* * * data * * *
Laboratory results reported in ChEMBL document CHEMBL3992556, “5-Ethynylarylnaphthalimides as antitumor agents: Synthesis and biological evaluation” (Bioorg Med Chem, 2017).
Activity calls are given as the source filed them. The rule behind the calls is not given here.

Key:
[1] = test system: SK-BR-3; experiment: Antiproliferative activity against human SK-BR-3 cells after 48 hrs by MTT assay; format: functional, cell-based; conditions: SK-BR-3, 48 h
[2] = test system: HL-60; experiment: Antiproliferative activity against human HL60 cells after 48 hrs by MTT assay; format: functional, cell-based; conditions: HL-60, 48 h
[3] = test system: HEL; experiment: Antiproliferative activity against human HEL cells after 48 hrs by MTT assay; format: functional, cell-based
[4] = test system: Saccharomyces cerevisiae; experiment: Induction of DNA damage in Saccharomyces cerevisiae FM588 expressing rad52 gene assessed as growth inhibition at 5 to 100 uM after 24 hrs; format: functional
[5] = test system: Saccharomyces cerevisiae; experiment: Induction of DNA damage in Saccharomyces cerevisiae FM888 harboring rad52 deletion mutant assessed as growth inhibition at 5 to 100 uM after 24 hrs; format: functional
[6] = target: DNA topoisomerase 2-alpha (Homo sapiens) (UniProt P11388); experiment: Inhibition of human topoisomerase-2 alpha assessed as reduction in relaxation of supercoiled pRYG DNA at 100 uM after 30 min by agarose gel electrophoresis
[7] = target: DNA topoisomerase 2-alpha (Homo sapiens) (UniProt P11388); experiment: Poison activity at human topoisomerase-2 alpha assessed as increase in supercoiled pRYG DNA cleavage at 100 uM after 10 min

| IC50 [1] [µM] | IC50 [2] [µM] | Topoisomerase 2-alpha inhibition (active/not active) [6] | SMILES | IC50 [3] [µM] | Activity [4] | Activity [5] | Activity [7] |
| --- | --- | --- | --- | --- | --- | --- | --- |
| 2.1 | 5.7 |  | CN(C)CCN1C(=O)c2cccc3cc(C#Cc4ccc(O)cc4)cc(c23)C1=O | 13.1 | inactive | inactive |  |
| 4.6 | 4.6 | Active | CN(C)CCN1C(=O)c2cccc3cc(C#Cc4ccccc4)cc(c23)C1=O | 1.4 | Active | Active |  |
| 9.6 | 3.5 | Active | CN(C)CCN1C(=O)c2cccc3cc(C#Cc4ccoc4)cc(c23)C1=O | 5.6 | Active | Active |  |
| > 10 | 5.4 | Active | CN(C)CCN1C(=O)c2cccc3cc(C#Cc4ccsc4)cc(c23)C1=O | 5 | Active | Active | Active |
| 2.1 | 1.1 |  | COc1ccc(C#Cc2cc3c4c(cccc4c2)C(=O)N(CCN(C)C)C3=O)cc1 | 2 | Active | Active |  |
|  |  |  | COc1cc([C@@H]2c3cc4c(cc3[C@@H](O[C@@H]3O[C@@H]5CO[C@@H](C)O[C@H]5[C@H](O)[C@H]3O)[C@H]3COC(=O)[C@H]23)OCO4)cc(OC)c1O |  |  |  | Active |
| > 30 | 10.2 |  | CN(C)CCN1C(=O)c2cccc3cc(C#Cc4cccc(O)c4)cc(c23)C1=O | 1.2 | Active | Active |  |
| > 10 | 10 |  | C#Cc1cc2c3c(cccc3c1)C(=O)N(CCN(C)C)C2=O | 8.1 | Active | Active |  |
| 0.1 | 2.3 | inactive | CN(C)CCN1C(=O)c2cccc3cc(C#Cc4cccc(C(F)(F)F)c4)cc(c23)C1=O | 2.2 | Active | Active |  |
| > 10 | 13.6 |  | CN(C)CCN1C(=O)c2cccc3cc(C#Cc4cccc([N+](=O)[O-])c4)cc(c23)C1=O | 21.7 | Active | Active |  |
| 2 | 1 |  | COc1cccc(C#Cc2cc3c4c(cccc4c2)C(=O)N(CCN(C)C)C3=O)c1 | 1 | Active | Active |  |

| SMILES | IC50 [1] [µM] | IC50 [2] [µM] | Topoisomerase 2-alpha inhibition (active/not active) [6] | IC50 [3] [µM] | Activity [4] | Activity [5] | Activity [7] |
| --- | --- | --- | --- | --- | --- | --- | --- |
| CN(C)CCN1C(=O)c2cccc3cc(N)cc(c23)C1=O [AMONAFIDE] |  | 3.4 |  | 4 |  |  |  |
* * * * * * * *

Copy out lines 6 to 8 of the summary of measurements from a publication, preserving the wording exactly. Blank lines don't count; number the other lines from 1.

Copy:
[3] = test system: HEL; experiment: Antiproliferative activity against human HEL cells after 48 hrs by MTT assay; format: functional, cell-based
[4] = test system: Saccharomyces cerevisiae; experiment: Induction of DNA damage in Saccharomyces cerevisiae FM588 expressing rad52 gene assessed as growth inhibition at 5 to 100 uM after 24 hrs; format: functional
[5] = test system: Saccharomyces cerevisiae; experiment: Induction of DNA damage in Saccharomyces cerevisiae FM888 harboring rad52 deletion mutant assessed as growth inhibition at 5 to 100 uM after 24 hrs; format: functional